senior vice president of. the Hartford National Bank & Trust Co. Eileen is the first woman to hold that rank in the company's history. 1969 Col. ANTHONY H. SHOOKUS backpacked the 90-mile length of the Bob Marshall Wilderness in western Montana last July. He tells us the 12-day hike took him through the Lolo, Lewis & Clark, and Flathead National Forests. The trip ended with a one-day whitewater float trip down the Flathead, starting below the Kerr Dam at Polson. 1970 RALPH MAZZARELLA has gone into business for himself. He's started Mazz Realty in Vernon, CT, handling real estate sales. 1971 DAVID KAISER is halfway through another master's degree - an MBA from UConn. Dave is a programmer/analyst for the Hartford Insurance Group and lives in Newington, CT. The Kaisers also announced the birth of son, Michael, last January. 1972 "ROCKY" GIRARD is principal of Anna E. Morris School in East Hartford, CT. The Rev. CHARLES JOHNSON is now president of Saint Thomas Seminary in Bloomfield, CT. 1973 SUSAN PERUTI is associate marketing representative for UCAC in Boston,MA. BETSY SHARP is currently teaching courses in secretarial science, economics, business communications and business math as an assistant professor at Mattatuck Community College in Waterbury. 1974 GINNY HILYARD is with the Lincoln Theater at the University of Hartford. She also wrote to tell us of the birth of son, Benjamin, last May. SALLY HARRIS is beginning a Ph.D. program at the University of Minnesota in medieval English literature. Sally is assistant professor of English at Northwestern College in Roseville, MN. SCOTT OTERMA T has left Hartford to open his own consulting practice in his home town of Fremont, OH. Scott tells us his wife and son are enjoying living in a farming community as much as he always did. RALPH PRESUTTI is now vice president of investments at Advest, Inc. in Hartford and has a new son, Daniel Joseph, born last May. 1975 GALIN A "GALA" FROLOW-MOWEL is a Spanish t.eacher in Bloomfield, CT.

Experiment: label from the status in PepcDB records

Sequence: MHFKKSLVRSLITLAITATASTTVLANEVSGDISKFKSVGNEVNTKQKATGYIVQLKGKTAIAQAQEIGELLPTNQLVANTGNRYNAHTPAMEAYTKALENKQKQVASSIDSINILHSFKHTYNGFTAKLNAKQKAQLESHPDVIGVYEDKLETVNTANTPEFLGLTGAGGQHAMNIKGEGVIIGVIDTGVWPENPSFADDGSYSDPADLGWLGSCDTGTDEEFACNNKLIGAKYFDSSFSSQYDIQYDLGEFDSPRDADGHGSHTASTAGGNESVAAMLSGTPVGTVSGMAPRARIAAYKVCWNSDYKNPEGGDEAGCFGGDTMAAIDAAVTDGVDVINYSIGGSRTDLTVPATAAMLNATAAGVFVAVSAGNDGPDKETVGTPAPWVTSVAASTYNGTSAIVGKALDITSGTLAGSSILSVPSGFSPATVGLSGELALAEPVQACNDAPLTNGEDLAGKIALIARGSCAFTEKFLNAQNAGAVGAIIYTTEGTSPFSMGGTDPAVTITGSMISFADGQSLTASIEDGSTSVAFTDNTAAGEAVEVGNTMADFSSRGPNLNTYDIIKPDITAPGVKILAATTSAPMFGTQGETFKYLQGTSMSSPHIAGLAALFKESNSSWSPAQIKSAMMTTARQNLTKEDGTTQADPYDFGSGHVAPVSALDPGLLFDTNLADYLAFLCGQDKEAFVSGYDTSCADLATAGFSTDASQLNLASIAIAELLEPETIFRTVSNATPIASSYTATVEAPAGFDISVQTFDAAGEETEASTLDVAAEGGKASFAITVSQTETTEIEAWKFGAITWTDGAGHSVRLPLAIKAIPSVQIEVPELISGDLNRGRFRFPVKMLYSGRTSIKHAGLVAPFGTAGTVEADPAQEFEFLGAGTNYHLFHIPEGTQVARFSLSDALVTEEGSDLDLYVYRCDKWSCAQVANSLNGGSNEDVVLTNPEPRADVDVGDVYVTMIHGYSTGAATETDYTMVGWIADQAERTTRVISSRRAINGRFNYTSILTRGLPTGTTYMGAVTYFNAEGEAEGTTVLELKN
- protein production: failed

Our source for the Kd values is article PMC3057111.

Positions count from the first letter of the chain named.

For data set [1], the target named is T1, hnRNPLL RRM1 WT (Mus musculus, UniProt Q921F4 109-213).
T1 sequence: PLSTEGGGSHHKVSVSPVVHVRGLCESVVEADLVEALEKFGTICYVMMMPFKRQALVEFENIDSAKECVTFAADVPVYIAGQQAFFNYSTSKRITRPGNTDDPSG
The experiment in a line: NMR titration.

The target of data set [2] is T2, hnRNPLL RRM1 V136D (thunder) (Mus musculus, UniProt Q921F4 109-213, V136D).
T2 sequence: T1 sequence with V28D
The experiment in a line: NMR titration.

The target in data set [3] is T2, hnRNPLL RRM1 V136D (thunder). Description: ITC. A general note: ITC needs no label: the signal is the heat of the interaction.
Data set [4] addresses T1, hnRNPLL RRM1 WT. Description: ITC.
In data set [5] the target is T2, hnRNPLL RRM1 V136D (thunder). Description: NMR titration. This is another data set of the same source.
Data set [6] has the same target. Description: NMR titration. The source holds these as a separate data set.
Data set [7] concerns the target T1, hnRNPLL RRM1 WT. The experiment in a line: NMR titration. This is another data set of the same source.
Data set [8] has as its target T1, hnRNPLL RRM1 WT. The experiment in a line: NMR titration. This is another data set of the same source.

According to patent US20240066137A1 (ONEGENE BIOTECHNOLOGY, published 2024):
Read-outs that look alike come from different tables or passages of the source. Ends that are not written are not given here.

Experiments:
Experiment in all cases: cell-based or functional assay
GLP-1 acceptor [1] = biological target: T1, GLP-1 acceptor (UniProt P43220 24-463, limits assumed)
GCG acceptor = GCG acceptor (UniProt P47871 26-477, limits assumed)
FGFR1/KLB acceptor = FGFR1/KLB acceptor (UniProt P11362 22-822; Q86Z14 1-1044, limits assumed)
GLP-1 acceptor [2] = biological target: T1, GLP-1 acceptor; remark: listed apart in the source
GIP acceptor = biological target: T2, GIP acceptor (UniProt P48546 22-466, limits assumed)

ROD McRAE, apparently tired of the commute into New York, has moved the offices of McRae Capital Management to Morristown, NJ. Don't forget our 20th Reunion on the weekend of June 4-7. We have already set up a committee that will be contacting you about coming back. The College has scheduled activities for wives and children and lodging will be available in the dormitories. Class Agent: Thomas D. Reese, Jr.
Headliners In the ranks of academe, Michael Dols '64, top, is the recipient of a Guggenheim Fellowship for 1980-81, and is visiting fellow, department of near Eastern studies, Princeton University. Mark Edinberg '69 has been awarded the James H. Halsey Professorship, a junior faculty named professorship at the University of Bridgeport.
BOB BORDOGNA has a new job and a new home. Bob is now executive vice president of Todd Investment Advisors, Inc. in Louisville, KY and is living on Sunset Road in that city. JOHN LAMPHEAR is an assistant professor of history at the University of Texas in Austin and living in Leander, TX. Also in the halls of academe, STEVE JONES is director of the Lower School, University School in Shaker Heights, OH. Steve tells us' VIN FIORDALIS '64 is admissions director there, and MIKE FRANC '80 is teaching math in the Upper School. WTTW, Chicago Public Television, has announced the appointment of S. ANDERS YOCUM, JR. as vice president for program production. Class Agent: Scott W. Reynolds